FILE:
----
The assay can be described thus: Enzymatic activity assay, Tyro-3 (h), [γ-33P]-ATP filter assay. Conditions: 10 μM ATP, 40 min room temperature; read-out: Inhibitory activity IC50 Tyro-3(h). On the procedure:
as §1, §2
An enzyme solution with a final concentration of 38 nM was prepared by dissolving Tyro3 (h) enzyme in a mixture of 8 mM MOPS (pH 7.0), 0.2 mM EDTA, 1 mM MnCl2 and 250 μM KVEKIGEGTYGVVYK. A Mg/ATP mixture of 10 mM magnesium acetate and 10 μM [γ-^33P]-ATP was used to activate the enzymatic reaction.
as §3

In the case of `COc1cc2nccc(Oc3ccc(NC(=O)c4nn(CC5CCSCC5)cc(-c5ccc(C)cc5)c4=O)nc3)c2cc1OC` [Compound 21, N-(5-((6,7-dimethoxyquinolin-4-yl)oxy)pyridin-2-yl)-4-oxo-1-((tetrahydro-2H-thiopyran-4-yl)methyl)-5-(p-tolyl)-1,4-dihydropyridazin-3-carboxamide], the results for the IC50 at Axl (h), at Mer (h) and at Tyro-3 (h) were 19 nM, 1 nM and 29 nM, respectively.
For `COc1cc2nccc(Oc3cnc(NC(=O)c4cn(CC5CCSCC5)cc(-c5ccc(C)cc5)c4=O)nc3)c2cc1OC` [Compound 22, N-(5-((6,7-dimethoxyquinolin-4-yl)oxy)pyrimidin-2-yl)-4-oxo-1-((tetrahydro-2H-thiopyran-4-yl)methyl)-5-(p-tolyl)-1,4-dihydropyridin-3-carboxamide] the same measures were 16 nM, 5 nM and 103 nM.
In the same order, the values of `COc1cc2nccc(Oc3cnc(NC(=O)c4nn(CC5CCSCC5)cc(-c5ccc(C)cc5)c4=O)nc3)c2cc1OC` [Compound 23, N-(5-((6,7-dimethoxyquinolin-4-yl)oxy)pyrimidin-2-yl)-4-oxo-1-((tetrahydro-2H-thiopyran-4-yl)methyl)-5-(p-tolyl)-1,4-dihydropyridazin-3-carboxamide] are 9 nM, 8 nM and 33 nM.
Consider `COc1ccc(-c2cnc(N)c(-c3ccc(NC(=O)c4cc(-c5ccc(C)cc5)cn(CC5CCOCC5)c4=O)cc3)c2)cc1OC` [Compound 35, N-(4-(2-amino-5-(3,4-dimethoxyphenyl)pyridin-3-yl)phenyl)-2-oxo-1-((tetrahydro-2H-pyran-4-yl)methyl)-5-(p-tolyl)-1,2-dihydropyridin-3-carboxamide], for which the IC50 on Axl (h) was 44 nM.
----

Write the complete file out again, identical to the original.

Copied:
The assay can be described thus: Enzymatic activity assay, Tyro-3 (h), [γ-33P]-ATP filter assay. Conditions: 10 μM ATP, 40 min room temperature; read-out: Inhibitory activity IC50 Tyro-3(h). On the procedure:
as §1, §2
An enzyme solution with a final concentration of 38 nM was prepared by dissolving Tyro3 (h) enzyme in a mixture of 8 mM MOPS (pH 7.0), 0.2 mM EDTA, 1 mM MnCl2 and 250 μM KVEKIGEGTYGVVYK. A Mg/ATP mixture of 10 mM magnesium acetate and 10 μM [γ-^33P]-ATP was used to activate the enzymatic reaction.
as §3

In the case of `COc1cc2nccc(Oc3ccc(NC(=O)c4nn(CC5CCSCC5)cc(-c5ccc(C)cc5)c4=O)nc3)c2cc1OC` [Compound 21, N-(5-((6,7-dimethoxyquinolin-4-yl)oxy)pyridin-2-yl)-4-oxo-1-((tetrahydro-2H-thiopyran-4-yl)methyl)-5-(p-tolyl)-1,4-dihydropyridazin-3-carboxamide], the results for the IC50 at Axl (h), at Mer (h) and at Tyro-3 (h) were 19 nM, 1 nM and 29 nM, respectively.
For `COc1cc2nccc(Oc3cnc(NC(=O)c4cn(CC5CCSCC5)cc(-c5ccc(C)cc5)c4=O)nc3)c2cc1OC` [Compound 22, N-(5-((6,7-dimethoxyquinolin-4-yl)oxy)pyrimidin-2-yl)-4-oxo-1-((tetrahydro-2H-thiopyran-4-yl)methyl)-5-(p-tolyl)-1,4-dihydropyridin-3-carboxamide] the same measures were 16 nM, 5 nM and 103 nM.
In the same order, the values of `COc1cc2nccc(Oc3cnc(NC(=O)c4nn(CC5CCSCC5)cc(-c5ccc(C)cc5)c4=O)nc3)c2cc1OC` [Compound 23, N-(5-((6,7-dimethoxyquinolin-4-yl)oxy)pyrimidin-2-yl)-4-oxo-1-((tetrahydro-2H-thiopyran-4-yl)methyl)-5-(p-tolyl)-1,4-dihydropyridazin-3-carboxamide] are 9 nM, 8 nM and 33 nM.
Consider `COc1ccc(-c2cnc(N)c(-c3ccc(NC(=O)c4cc(-c5ccc(C)cc5)cn(CC5CCOCC5)c4=O)cc3)c2)cc1OC` [Compound 35, N-(4-(2-amino-5-(3,4-dimethoxyphenyl)pyridin-3-yl)phenyl)-2-oxo-1-((tetrahydro-2H-pyran-4-yl)methyl)-5-(p-tolyl)-1,2-dihydropyridin-3-carboxamide], for which the IC50 on Axl (h) was 44 nM.